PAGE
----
After a short period of time in Italy my suspicions about Italian organisation were proven to be correct as I found the university and other contacts I had to use to be very unorganised as they didn’t reply to me. However I was able to look past this as the beauty of Bologna and Italy as a whole drew me in and the rest of my Erasmus period flew by. I was able to improve my Italian by attending lectures, having tandem partners and speaking to ordinary Italians on a daily basis.

What I discovered and experienced of Italian culture

The Italian people are very friendly and were always happy to help me should I need it. One particular memory stays in my head; I was lucky enough to experience the FIFA World Cup during my Year Abroad and despite all of me and my English friend’s wishes, we were drawn in the same group as Italy. When the evening came we decided to watch the match in a bar surrounded by hundreds of Italian supporters with just a group of eight of us supporting England.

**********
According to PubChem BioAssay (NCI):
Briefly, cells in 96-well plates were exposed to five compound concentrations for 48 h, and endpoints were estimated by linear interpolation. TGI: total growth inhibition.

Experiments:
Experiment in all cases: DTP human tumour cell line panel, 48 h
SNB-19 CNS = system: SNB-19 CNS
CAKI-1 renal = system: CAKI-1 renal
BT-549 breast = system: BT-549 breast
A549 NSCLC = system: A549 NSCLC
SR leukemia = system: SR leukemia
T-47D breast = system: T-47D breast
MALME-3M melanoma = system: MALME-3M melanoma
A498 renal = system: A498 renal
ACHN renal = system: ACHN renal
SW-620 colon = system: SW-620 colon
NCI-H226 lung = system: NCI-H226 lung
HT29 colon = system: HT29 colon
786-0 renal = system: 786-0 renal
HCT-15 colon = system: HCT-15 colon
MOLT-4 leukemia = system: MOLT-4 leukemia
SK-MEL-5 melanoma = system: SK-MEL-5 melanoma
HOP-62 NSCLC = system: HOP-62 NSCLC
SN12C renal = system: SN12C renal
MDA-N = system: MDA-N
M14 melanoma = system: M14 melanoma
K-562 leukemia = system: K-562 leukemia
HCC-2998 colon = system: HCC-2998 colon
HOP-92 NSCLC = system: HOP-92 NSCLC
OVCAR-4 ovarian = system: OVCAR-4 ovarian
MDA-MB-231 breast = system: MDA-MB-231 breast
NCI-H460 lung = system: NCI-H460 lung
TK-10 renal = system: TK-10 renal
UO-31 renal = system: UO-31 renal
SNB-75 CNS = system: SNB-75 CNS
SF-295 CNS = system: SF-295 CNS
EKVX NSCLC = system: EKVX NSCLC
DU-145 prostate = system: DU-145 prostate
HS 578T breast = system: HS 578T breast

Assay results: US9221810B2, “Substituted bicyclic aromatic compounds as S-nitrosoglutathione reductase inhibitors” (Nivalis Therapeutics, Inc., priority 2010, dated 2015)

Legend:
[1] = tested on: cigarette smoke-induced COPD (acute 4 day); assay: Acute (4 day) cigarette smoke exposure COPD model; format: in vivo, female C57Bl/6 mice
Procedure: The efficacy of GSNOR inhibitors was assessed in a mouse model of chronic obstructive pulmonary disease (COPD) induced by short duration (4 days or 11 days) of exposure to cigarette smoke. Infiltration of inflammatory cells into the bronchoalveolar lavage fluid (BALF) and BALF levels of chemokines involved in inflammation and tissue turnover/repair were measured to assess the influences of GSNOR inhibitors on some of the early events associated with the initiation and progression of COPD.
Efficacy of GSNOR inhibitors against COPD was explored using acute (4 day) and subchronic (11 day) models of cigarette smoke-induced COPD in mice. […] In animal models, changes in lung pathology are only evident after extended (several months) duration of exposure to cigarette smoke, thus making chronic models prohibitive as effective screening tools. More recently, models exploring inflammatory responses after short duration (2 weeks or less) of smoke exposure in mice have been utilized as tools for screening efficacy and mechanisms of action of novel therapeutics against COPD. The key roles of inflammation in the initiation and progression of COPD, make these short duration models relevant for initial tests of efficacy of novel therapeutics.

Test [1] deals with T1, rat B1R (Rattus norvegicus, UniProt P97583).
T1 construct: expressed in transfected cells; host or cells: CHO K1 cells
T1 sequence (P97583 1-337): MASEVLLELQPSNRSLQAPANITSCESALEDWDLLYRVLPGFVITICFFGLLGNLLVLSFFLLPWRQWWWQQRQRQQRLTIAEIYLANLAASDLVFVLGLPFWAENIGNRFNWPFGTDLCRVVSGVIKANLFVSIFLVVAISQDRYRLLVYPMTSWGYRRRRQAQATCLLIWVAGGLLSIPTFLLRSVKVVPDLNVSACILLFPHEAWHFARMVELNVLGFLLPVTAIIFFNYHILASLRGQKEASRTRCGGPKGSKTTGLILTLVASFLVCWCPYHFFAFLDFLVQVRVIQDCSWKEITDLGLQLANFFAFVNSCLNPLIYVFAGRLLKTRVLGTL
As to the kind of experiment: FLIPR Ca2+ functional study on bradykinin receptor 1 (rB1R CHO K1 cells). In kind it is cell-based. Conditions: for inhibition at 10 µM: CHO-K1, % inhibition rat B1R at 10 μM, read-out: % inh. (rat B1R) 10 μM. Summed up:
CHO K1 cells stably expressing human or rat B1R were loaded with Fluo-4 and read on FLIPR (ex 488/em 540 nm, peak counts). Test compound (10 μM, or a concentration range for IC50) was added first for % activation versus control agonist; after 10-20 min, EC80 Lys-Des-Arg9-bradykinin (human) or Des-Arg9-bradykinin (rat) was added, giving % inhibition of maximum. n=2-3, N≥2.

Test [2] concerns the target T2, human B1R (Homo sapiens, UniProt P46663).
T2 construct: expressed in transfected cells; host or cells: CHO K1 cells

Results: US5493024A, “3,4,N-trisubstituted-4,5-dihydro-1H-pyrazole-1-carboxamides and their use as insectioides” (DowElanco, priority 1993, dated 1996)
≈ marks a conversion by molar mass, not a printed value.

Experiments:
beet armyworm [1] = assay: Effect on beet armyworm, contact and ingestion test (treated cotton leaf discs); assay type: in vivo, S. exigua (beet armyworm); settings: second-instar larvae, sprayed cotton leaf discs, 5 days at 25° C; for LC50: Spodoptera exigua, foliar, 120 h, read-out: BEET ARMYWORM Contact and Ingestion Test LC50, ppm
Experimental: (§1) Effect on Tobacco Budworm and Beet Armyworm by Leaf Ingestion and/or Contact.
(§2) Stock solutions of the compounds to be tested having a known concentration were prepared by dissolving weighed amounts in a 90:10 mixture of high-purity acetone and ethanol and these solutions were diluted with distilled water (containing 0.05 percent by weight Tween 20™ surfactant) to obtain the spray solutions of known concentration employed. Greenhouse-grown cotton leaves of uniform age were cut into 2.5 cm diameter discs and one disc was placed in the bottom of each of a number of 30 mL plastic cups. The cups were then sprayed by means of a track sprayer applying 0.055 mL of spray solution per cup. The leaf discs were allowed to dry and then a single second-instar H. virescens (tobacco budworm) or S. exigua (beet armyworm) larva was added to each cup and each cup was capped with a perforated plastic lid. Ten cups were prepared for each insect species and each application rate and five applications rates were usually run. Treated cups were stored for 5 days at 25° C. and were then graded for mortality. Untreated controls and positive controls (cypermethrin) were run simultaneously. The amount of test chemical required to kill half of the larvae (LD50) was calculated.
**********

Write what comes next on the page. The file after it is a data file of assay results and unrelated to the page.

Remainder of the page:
Despite my initial fears the Italians were very friendly and there was not any animosity towards us at any point of the match. During my time in Italy I was able to expand my diet as I adapted to the Italian cuisine. I was aware that the Italy is famed for its cuisine however it blew me away as the menus were much more expansive than I thought they would be. The transport system is also a lot better than I expected, and also a lot cheaper than was expected, especially compared to England.

My DNA has been a little affected by the Italian style...